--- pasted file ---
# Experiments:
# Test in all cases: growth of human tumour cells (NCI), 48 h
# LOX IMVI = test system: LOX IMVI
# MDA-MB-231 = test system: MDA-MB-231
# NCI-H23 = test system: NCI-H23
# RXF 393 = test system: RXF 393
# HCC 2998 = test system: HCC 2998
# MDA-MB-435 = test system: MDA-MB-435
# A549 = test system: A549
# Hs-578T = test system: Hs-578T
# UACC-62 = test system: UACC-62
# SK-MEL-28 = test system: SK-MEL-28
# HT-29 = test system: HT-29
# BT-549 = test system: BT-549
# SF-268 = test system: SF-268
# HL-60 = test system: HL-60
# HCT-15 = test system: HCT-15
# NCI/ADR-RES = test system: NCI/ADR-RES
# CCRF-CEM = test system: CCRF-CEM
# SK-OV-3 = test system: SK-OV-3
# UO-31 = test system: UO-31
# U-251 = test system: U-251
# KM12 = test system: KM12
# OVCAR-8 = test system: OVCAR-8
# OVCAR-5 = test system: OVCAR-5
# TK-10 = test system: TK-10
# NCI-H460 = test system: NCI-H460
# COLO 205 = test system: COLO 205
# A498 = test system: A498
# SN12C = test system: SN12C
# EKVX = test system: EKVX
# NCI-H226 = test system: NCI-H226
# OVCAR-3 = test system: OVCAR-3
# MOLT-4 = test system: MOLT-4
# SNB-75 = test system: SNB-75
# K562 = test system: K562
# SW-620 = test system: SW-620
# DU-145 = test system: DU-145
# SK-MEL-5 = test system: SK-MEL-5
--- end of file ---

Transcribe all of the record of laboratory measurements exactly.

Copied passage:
# Experiments:
# Test in all cases: growth of human tumour cells (NCI), 48 h
# LOX IMVI = test system: LOX IMVI
# MDA-MB-231 = test system: MDA-MB-231
# NCI-H23 = test system: NCI-H23
# RXF 393 = test system: RXF 393
# HCC 2998 = test system: HCC 2998
# MDA-MB-435 = test system: MDA-MB-435
# A549 = test system: A549
# Hs-578T = test system: Hs-578T
# UACC-62 = test system: UACC-62
# SK-MEL-28 = test system: SK-MEL-28
# HT-29 = test system: HT-29
# BT-549 = test system: BT-549
# SF-268 = test system: SF-268
# HL-60 = test system: HL-60
# HCT-15 = test system: HCT-15
# NCI/ADR-RES = test system: NCI/ADR-RES
# CCRF-CEM = test system: CCRF-CEM
# SK-OV-3 = test system: SK-OV-3
# UO-31 = test system: UO-31
# U-251 = test system: U-251
# KM12 = test system: KM12
# OVCAR-8 = test system: OVCAR-8
# OVCAR-5 = test system: OVCAR-5
# TK-10 = test system: TK-10
# NCI-H460 = test system: NCI-H460
# COLO 205 = test system: COLO 205
# A498 = test system: A498
# SN12C = test system: SN12C
# EKVX = test system: EKVX
# NCI-H226 = test system: NCI-H226
# OVCAR-3 = test system: OVCAR-3
# MOLT-4 = test system: MOLT-4
# SNB-75 = test system: SNB-75
# K562 = test system: K562
# SW-620 = test system: SW-620
# DU-145 = test system: DU-145
# SK-MEL-5 = test system: SK-MEL-5